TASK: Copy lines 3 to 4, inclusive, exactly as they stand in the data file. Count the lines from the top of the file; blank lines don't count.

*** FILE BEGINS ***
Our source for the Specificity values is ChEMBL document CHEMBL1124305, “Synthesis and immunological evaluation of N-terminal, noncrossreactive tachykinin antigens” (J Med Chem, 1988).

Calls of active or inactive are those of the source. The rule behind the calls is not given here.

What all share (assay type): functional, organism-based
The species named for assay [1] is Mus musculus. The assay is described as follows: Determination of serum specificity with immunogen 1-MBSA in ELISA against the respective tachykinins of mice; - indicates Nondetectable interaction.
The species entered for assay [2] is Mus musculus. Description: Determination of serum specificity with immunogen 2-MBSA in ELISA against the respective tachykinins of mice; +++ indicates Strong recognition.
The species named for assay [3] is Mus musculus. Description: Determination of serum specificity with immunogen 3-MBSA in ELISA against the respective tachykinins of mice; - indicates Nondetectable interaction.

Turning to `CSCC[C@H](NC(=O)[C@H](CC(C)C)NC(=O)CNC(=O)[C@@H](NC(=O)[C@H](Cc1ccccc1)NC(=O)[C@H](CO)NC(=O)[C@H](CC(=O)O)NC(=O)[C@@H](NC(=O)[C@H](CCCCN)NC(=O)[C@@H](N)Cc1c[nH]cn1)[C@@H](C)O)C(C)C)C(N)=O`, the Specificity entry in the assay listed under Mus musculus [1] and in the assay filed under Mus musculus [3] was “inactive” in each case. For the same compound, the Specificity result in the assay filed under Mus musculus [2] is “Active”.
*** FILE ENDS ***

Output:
What all share (assay type): functional, organism-based
The species named for assay [1] is Mus musculus. The assay is described as follows: Determination of serum specificity with immunogen 1-MBSA in ELISA against the respective tachykinins of mice; - indicates Nondetectable interaction.